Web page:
Cubital Tunnel Syndrome
(See also Overview and Evaluation of Hand Disorders.)
Cubital tunnel syndrome is compression or traction of the ulnar nerve at the elbow. Symptoms include elbow pain and paresthesias in the ulnar nerve distribution. Diagnosis is suggested by symptoms and signs and sometimes nerve conduction studies. Treatments include splinting and sometimes surgical decompression.
The ulnar nerve is commonly irritated at the elbow or, rarely, the wrist. Cubital tunnel syndrome is most often caused by leaning on the elbow or by prolonged and excessive elbow flexion. It is less common than carpal tunnel syndrome. Baseball pitching (particularly sliders), which can injure the medial elbow ligaments, confers risk.
Symptoms of cubital tunnel syndrome include numbness and paresthesia along the ulnar nerve distribution (in the ring and little fingers and the ulnar aspect of the hand) and elbow pain. In advanced stages, weakness of the intrinsic muscles of the hand and the flexors of the ring and little fingers may develop. Weakness interferes with pinch between the thumb and index finger and with hand grip. Patients with chronic cubital tunnel syndrome may present with an ulnar claw hand. An ulnar claw hand is metacarpophalangeal joint extension and interphalangeal joint flexion of the small and ring fingers caused by an imbalance between intrinsic and extrinsic hand muscles.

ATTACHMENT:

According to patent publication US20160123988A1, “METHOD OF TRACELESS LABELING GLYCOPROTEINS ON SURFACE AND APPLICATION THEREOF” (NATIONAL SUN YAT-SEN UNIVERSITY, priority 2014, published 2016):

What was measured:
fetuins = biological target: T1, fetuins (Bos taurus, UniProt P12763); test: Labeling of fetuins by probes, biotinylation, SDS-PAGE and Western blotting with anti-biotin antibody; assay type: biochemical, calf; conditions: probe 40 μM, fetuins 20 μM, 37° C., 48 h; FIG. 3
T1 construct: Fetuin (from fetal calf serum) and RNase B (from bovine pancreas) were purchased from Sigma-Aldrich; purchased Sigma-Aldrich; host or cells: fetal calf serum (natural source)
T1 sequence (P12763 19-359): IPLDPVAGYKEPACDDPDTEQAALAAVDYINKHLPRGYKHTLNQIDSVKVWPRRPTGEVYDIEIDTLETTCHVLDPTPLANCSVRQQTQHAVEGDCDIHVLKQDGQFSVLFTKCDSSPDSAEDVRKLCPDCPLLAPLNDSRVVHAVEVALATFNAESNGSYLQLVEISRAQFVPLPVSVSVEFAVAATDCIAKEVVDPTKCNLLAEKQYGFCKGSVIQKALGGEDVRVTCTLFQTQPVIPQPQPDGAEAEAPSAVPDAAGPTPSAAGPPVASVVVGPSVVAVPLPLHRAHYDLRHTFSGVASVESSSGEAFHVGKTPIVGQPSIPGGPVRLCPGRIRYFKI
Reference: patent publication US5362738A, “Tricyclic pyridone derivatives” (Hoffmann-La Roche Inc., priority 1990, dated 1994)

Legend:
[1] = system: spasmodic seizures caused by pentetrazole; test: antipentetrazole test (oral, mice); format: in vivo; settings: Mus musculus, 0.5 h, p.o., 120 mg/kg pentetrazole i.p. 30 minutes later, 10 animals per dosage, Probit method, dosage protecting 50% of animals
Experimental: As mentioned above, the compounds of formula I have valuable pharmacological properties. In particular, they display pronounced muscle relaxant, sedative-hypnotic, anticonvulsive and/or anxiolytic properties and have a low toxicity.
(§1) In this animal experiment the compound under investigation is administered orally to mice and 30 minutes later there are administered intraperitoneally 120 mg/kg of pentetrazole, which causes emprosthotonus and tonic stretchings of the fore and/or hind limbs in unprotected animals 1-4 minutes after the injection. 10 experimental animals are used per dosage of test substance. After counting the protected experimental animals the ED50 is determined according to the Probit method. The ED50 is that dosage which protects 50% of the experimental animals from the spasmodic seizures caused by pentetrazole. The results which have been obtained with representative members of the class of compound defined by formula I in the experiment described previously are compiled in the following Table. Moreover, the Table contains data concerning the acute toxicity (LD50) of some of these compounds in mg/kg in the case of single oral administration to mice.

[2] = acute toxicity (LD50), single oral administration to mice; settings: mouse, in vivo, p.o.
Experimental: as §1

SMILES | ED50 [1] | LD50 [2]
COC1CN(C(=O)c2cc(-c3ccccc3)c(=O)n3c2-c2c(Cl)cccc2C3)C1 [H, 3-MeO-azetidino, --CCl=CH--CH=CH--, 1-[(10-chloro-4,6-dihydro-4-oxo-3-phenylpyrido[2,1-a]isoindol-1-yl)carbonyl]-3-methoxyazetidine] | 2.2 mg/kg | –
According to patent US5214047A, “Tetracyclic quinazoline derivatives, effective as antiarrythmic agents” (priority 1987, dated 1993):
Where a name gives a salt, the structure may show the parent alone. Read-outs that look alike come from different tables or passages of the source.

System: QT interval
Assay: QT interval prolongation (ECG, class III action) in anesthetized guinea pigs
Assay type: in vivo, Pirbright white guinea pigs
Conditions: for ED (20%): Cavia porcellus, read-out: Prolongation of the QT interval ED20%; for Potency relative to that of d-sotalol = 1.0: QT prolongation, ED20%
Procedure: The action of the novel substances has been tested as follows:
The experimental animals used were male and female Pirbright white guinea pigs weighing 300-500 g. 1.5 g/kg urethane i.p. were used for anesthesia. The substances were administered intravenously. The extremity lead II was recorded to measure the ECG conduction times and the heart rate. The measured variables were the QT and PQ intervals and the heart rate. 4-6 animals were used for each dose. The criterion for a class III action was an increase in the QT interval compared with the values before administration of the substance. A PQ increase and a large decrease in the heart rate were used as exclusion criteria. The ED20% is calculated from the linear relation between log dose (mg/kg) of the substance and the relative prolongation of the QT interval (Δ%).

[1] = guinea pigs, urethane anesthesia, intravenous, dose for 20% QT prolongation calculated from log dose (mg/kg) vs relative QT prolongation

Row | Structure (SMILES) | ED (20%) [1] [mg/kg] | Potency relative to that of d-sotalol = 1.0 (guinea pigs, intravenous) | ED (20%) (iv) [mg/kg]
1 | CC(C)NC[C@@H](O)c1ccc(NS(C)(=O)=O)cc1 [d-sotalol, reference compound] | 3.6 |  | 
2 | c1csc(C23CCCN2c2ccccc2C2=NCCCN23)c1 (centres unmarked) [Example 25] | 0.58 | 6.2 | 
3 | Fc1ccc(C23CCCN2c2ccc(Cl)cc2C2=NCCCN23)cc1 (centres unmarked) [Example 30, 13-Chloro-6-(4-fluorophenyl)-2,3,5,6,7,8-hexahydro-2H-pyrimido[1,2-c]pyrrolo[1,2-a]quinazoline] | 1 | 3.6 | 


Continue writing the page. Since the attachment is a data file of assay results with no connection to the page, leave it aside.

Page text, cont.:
Diagnosis of cubital tunnel syndrome is often possible clinically. However, if clinical diagnosis is equivocal and when surgery is being considered, nerve conduction studies are done. Cubital tunnel syndrome is differentiated from ulnar nerve entrapment at the wrist (in Guyon canal) by the presence of sensory deficits over the ulnar dorsal hand, by the presence of ulnar nerve deficits proximal to the wrist on muscle testing or nerve conduction velocity testing, and by the elicitation of ulnar hand paresthesias by tapping the ulnar nerve at the cubital tunnel (positive Tinel sign) elbow.